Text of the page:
It wasn't necessary for anyone. To have a movie like this make the assumption that admirable people have sex whenever they feel like it, without the slightest moral dilemma, is appalling.

Because people imitate the behavior of attractive people in the movies. And since this is a movie that is absolutely going to attract an audience of romantic young girls, to show this obvious role-model quite ready to go way too far -- and in a public place! -- is simply irresponsible.

But now you're warned, and you can prepare your kids for the "inappropriate moment": When the title characters are sitting together in the library, that's where the icky part begins.


On E.R. last Thursday the writers ruined an otherwise pretty good episode, because you know what? I have a hard time enjoying mean-spirited male-bashing.

It came along with a double standard so egregious that even the most deliberately-blind politically correct ideologue would have to admit that I'm right about this.

You see, there's this group of Catholic school girls who chase after a flasher who always runs off before the police can get there. They beat him up and he winds up in the hospital -- at the same time as one of the girls who pounded on him.

In another plotline, a pervert hits on Sherry Stringfield's character. It seems he has a thing about hugging pregnant women. When her boyfriend (naturally, this being the zero decade -- the zips -- they aren't married or even engaged) comes out of the restroom and the pervert persists, the boyfriend decks him.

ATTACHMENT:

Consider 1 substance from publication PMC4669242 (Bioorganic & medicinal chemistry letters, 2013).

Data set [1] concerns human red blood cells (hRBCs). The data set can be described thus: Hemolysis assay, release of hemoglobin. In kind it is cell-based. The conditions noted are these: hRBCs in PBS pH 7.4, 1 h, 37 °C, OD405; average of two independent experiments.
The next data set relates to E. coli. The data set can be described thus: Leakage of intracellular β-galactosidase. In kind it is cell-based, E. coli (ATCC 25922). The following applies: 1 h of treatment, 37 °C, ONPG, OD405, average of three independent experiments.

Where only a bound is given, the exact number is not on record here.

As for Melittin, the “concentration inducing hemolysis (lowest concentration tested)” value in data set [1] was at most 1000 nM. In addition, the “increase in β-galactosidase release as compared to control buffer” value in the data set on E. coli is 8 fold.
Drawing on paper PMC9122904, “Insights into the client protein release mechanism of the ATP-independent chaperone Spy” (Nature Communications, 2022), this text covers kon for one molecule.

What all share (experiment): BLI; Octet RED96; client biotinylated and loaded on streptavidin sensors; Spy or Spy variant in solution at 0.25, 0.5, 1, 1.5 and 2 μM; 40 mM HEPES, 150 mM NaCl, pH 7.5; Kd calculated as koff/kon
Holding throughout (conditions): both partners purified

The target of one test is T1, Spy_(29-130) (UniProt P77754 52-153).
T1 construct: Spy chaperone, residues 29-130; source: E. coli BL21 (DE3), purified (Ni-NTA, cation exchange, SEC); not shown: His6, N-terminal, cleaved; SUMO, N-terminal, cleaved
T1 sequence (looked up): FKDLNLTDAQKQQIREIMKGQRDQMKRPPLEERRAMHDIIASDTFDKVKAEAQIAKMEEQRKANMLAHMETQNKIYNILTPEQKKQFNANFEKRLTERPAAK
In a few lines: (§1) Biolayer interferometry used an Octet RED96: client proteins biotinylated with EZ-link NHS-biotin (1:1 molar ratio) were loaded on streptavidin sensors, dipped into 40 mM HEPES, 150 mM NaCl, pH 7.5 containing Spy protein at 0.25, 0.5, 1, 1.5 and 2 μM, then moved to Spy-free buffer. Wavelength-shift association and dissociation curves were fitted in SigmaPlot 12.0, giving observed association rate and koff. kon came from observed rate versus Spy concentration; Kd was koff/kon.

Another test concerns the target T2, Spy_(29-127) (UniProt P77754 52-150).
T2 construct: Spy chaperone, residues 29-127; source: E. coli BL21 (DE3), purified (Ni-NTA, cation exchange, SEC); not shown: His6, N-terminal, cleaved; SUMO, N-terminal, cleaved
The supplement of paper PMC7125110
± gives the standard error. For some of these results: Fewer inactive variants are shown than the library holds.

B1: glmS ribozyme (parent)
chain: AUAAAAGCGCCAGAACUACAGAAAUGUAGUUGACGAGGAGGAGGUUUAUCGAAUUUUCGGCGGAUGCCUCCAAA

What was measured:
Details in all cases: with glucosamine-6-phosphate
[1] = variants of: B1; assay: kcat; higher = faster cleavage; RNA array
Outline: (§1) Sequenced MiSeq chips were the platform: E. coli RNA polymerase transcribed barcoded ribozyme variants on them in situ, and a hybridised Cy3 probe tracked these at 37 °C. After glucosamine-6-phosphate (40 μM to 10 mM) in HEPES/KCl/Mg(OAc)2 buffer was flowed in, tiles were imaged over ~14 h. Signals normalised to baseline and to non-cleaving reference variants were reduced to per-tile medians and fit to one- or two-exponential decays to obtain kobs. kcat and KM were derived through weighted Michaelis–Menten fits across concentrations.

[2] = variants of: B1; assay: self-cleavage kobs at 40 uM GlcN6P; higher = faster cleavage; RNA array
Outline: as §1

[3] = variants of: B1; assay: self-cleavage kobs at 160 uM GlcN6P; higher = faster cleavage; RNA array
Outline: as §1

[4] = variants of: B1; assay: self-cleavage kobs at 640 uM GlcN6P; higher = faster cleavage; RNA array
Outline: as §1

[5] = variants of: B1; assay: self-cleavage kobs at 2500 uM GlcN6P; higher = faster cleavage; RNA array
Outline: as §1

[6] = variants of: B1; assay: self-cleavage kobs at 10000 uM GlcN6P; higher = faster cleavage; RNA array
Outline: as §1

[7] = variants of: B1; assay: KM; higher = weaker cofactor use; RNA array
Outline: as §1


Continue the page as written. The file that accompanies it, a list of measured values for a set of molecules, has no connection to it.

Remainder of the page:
Naturally, the Catholic girls are heroes for beating up a pervert -- in fact, the writers loved their actions so much they got to do it again before the end of the show. But the boyfriend was a typical idiotic male lout for hitting the guy. Sure, he thought he was protecting her (rather the way the Catholic girls had wanted the police to protect them), but because the pervert threatened to sue, the only way to pacify him was to let him hug Stringfield.

So all the women in the E.R., including Stringfield, blamed him for the fact that she "had" to give in to the pervert's demand. And the writers had him tag along after her, whining for forgiveness, completely humiliated. "Baby, please, I am sorry. Listen, please, come on, don't be like that. Who knew that guy was such a wack?"

And as they go out the door, still begging, he says, "How does a guy like that get to be such a freak?"